Simulating sub-models

Below is an example of how to simulate the metabolic model alone and the predict growth rate.

%% setup
%turn off annoying warnings
setWarnings();
 
%add code to MATLAB path
setPath();
 
% load simulation object
load('data/Simulation_fitted.mat');
sim = simulation;
 
%get handle to specific process
p = sim.process('Metabolism');
 
%get handle to states
time = sim.state('Time');
met = sim.state('Metabolite');
pm = sim.state('ProteinMonomer');
pc = sim.state('ProteinComplex');
mr = sim.state('MetabolicReaction');
 
%% simulate process for several time steps
%desired number of iterations
timeMax = 30000; 
stepSizeSec = 100;
p.stepSizeSec = stepSizeSec;
nTime = 30000/stepSizeSec + 1;
 
%initialize variable to record predicted state
growth = zeros(1, nTime);
 
%initial state
initMet = met.counts;
initPmCnt = pm.counts;
initPcCnt = pc.counts;
 
%simulate several time steps
fprintf('%5s %10s\n', 'Time ', 'Growth    ');
fprintf('%5s %10s\n', '=====', '==========');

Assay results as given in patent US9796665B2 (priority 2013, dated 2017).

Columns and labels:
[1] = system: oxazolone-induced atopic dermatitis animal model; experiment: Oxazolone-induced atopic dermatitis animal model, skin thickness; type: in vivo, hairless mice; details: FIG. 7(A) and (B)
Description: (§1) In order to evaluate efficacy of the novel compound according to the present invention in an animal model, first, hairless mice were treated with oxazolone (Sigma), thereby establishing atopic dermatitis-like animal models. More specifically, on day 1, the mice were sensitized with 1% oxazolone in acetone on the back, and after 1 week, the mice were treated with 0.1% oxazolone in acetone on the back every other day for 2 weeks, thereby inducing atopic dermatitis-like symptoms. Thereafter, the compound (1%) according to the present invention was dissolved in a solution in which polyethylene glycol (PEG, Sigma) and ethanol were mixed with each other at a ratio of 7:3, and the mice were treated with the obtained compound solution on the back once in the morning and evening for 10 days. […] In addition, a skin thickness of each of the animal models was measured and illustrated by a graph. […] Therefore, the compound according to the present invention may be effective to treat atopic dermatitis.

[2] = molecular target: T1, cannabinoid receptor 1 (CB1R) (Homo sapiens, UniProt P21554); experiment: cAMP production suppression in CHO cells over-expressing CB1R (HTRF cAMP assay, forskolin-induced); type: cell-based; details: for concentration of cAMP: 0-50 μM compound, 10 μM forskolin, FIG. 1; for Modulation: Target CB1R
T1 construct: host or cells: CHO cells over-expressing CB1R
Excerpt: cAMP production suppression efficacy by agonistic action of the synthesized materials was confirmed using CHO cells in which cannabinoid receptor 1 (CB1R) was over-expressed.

for iTime = 1:nTime
    %print status
    fprintf('%5d %.4e\n', (iTime - 1) * stepSizeSec, mr.growth);
 
    %mock effect of other processes
    met.counts = initMet * exp(log(2) * (iTime - 1) * stepSizeSec / time.cellCycleLength);
    pm.counts = initPmCnt * exp(log(2) * (iTime - 1) * stepSizeSec / time.cellCycleLength);
    pc.counts = initPcCnt * exp(log(2) * (iTime - 1) * stepSizeSec / time.cellCycleLength);
 
    %copy global state variables to local state variables inside sub-model
    p.copyFromState();
 
    %simulate sub-model
    p.evolveState();
 
    %copy local state variables inside sub-model to global state variables
    p.copyToState();
 
    %record predict state
    growth(iTime) = mr.growth;
end
 
%% plot
plot((0:stepSizeSec:timeMax) / 3600, growth * 3600);
xlabel('Time (h)', 'FontSize', 12);
ylabel('Growth (fg h^{-1})', 'FontSize', 12);
xlim([0 timeMax]/3600);
set(gca, 'tickdir', 'out', 'box', 'off')
Figure 2: Metabolic simulation output.

Analyzing simulations

In the previous chapter we used two loggers – SummaryLogger and DiskLogger – to save predicted dynamics to disk. In this chapter we briefly describe how to retrieve and analyze the predicted dynamics stored by these loggers.